Grave of the Fireflies (Hotaru no haka) is a 1988 Japanese anime war drama film written and directed by Isao Takahata and animated by Studio Ghibli.
A tale of the true tragedy of war and innocence lost..
In the aftermath of a World War II bombing, two orphaned children struggle to survive in the Japanese countryside. To Seita and his four-year-old sister, the helplessness and indifference of their countrymen is even more painful than the enemy raids. Through desperation, hunger and grief, these children's lives are as heartbreakingly fragile as their spirit and love is inspiring.
Includes both English dub and original Japanese (subtitled) versions. From the Studio Ghibli Collection.
- Bios and interviews with Director Isao Takahata and Author Akiyuki Nosaka
- Interview with Film Critic Roger Ebert
- Historical perspective with commentary
- Video Restoration Documentary
- Alternative Storyboard Angle for Entire Feature
- Bonus Storyboards
- Art Gallery
Grave of the Fireflies Reviews
“..not only one of the greatest anime ever, but also an important (anti-) war film. A moving masterpiece.” Film 4
“Very simply the gentlest and most touching war-related film I've ever seen.” Combustible Celluloid
“This film is a necessity for any animation collection and highly recommended for its beauty and emotional impact…the film succeeds brilliantly on many levels” DVD Talk
“An emotional experience so powerful that it forces a rethinking of animation…Because it is animated and from Japan, “Grave of the Fireflies” has been little seen. When anime fans say how good the film is, nobody takes them seriously. Now that it’s available on DVD with a choice of subtitles or English dubbing, maybe it will find the attention it deserves. Yes, it’s a cartoon, and the kids have eyes like saucers, but it belongs on any list of the greatest war films ever made.” Roger Ebert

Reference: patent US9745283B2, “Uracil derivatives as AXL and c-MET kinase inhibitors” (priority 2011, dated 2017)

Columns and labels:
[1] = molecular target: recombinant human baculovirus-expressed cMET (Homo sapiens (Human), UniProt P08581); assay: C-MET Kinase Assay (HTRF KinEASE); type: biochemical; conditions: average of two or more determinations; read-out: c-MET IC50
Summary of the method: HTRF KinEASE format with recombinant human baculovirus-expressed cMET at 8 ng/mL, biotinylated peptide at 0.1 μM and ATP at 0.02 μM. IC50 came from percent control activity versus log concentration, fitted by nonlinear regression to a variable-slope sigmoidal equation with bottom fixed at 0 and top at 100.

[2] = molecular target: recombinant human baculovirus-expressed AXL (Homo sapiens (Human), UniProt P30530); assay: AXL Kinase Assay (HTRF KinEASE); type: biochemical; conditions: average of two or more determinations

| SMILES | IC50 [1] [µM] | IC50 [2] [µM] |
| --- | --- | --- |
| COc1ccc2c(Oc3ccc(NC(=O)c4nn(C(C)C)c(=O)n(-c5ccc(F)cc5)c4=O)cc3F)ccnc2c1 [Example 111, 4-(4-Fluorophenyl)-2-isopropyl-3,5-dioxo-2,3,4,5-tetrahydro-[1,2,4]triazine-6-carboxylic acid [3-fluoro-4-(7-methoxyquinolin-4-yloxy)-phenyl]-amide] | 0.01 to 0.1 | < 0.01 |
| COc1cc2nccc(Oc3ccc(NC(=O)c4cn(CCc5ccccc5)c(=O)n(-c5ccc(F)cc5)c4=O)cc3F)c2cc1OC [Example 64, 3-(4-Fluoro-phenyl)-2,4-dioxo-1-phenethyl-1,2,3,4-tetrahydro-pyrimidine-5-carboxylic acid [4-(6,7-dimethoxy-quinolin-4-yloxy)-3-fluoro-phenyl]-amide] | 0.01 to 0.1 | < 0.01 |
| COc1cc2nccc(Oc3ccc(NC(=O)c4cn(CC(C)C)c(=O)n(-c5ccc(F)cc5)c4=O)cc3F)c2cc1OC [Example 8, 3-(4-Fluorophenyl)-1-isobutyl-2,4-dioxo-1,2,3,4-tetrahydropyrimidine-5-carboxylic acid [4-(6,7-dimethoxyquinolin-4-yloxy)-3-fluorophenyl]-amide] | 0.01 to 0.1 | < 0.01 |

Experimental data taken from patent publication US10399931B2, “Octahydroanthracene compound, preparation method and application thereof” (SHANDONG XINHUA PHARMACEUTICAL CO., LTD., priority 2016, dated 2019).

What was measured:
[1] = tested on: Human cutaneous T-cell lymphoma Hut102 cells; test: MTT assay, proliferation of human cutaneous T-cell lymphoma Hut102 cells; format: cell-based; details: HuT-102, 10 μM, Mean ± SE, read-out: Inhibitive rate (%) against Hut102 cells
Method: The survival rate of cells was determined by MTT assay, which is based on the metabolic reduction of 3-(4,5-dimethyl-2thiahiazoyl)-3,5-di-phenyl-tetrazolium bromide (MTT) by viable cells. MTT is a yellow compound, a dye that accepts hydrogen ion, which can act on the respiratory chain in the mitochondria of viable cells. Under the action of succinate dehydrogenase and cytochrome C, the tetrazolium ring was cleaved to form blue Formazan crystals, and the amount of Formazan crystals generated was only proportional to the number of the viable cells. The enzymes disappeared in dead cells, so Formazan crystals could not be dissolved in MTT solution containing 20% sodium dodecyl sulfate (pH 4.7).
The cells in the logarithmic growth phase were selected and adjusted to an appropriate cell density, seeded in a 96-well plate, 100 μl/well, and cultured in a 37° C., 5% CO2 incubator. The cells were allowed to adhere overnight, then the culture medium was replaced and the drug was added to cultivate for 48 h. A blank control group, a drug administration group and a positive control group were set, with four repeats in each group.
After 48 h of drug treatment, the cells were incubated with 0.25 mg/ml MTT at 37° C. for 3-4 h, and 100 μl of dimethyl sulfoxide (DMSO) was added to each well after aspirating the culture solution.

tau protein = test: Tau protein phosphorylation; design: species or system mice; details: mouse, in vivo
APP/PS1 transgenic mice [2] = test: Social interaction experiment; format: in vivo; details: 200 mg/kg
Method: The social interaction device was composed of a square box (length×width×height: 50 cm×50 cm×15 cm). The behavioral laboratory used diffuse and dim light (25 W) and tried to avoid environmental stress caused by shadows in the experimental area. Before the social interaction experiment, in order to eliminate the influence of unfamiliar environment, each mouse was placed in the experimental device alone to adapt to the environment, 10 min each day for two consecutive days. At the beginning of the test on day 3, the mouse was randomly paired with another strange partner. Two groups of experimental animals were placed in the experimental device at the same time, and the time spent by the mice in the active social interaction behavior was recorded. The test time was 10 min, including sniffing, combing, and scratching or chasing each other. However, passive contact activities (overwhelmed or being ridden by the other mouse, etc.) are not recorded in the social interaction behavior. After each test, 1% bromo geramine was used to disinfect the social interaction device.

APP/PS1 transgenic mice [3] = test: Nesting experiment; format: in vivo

“One of the most devastating anti-war films ever made, animated or otherwise.” About.com
“.. a beautiful lament and a moving tribute to the people we rarely consider when we think about World War 2: those Japanese who suffered for the crimes of their leaders.” Looking Closer
“…a masterpiece so deeply sad and unrelenting that some may find it hard to watch. It is film about the idea of loss, finding a reason to live…It is an intrinsically beautiful film, its hand-drawn animation among the finest I have ever seen, stretching the emotions to the purest of empathy. I say pure, since it wraps itself around the hearts of the audience without effort. Watch the minimalism, the way the children behave like children, the younger Setsuko dancing among the fireflies, reflecting light on to her, the slow rhythm of storytelling, the painted backdrops. It is a film that can be viewed as artistry, as well as a great narrative…Sprinkled throughout the film is a humanity, beating against the terror and the despair, teaching us not to think of war in terms of ideals, or politics, but in the knowledge that suffering strips away the veneer of "us versus them”." EyeForFilm.co.uk
“The stylised images suit the simplicity and gravity of a grim story of love, sacrifice and survival in the face of adult indifference and cruelty.” Observer UK
“Writer-director Isao Takahata, a frequent collaborator of Miyazaki's at Studio Ghibli, adapted a partly autobiographical novel by Akiyuki Nosaka, and his handling of the tragic story is masterfully understated.” Chicago Reader
“Ranks among the greatest of anime.” San Francisco Examiner